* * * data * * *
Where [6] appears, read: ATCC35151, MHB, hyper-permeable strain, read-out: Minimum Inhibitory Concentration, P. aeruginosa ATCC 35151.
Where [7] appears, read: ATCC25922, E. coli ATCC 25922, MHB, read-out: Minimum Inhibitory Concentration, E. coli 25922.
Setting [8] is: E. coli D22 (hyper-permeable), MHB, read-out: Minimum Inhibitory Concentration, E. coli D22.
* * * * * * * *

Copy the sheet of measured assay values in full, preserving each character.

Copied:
Where [6] appears, read: ATCC35151, MHB, hyper-permeable strain, read-out: Minimum Inhibitory Concentration, P. aeruginosa ATCC 35151.
Where [7] appears, read: ATCC25922, E. coli ATCC 25922, MHB, read-out: Minimum Inhibitory Concentration, E. coli 25922.
Setting [8] is: E. coli D22 (hyper-permeable), MHB, read-out: Minimum Inhibitory Concentration, E. coli D22.